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A variant 35 kb upstream of the HLA-C gene (-35C/T) was previously shown to associate with HLA-C mRNA expression level and steady-state plasma HIV RNA levels. We genotyped this variant in 1,698 patients of European ancestry with HIV. Individuals with known seroconversion dates were used for disease progression analysis and those with longitudinal viral load data were used for viral load analysis. We further tested cell surface expression of HLA-C in normal donors using an HLA-C-specific antibody. We show that the -35C allele is a proxy for high HLA-C cell surface expression, and that individuals with high-expressing HLA-C alleles progress more slowly to AIDS and control viremia significantly better than individuals with low HLA-C expressing alleles. These data strongly implicate high HLA-C expression levels in more effective control of HIV-1, potentially through better antigen presentation to cytotoxic T lymphocytes or recognition and killing of infected cells by natural killer cells.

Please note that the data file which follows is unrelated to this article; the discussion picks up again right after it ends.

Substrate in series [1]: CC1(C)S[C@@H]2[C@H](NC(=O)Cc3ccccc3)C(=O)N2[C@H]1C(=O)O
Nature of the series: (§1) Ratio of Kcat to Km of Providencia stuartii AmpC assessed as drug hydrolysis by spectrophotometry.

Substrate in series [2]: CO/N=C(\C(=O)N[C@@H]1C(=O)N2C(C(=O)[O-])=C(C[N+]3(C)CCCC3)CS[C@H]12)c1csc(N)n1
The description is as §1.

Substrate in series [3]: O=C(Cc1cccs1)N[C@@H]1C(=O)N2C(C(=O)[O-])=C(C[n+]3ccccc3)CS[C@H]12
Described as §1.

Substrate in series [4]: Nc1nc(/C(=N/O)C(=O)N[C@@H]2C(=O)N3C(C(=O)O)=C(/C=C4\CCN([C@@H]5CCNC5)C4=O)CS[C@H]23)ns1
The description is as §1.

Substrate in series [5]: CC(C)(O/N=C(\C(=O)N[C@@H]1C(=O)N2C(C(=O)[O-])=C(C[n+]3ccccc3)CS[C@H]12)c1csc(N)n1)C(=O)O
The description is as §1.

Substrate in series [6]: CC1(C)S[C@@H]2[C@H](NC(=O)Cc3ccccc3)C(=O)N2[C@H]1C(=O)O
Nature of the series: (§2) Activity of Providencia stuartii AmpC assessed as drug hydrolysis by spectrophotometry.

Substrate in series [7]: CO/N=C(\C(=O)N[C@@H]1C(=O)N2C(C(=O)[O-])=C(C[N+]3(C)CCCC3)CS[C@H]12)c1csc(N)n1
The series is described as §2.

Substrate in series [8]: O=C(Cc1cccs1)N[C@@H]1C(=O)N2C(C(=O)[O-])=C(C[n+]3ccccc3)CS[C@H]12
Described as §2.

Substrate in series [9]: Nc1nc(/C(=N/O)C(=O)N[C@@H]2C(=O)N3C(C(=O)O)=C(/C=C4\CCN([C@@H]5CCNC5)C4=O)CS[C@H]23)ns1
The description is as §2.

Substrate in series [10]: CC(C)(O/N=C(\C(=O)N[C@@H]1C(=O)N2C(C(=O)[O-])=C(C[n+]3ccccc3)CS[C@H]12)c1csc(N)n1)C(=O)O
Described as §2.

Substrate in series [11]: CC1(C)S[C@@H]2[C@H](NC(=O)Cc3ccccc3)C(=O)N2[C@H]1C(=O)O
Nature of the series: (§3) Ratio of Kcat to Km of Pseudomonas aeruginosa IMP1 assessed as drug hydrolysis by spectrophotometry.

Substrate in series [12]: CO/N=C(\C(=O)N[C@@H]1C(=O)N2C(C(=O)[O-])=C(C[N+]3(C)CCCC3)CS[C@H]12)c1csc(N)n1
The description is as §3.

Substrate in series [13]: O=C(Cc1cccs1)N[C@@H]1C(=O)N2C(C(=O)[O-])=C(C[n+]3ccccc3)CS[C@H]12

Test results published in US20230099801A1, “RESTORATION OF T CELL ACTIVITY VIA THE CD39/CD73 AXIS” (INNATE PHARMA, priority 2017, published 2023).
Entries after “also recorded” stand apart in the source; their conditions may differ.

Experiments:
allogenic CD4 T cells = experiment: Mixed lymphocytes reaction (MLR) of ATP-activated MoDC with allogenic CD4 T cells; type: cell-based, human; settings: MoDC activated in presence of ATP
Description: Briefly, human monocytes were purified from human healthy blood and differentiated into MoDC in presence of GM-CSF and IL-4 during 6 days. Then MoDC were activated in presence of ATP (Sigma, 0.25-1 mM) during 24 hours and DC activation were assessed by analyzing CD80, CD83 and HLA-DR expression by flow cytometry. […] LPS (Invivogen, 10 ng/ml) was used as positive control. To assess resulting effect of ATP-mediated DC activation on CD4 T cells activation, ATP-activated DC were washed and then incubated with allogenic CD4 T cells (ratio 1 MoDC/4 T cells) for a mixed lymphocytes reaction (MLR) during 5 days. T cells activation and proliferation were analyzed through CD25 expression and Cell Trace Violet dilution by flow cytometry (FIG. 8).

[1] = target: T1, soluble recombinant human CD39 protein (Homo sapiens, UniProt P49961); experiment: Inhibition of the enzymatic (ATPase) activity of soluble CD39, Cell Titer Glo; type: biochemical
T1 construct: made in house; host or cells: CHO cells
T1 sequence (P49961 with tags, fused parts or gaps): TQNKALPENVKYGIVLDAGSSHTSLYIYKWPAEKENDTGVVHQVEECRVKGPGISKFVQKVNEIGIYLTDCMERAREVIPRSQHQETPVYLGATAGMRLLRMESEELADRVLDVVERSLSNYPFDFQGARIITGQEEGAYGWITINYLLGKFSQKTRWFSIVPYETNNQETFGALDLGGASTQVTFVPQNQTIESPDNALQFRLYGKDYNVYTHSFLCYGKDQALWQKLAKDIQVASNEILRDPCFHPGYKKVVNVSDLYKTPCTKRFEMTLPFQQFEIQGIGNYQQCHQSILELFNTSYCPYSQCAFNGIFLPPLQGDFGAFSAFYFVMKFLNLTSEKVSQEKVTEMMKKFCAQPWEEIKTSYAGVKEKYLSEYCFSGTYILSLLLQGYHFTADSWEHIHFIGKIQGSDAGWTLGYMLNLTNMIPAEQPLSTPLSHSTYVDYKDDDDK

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Common genetic variation and the control of HIV-1 in humans.
PLoS Genet.
PUBLISHED: 06-15-2009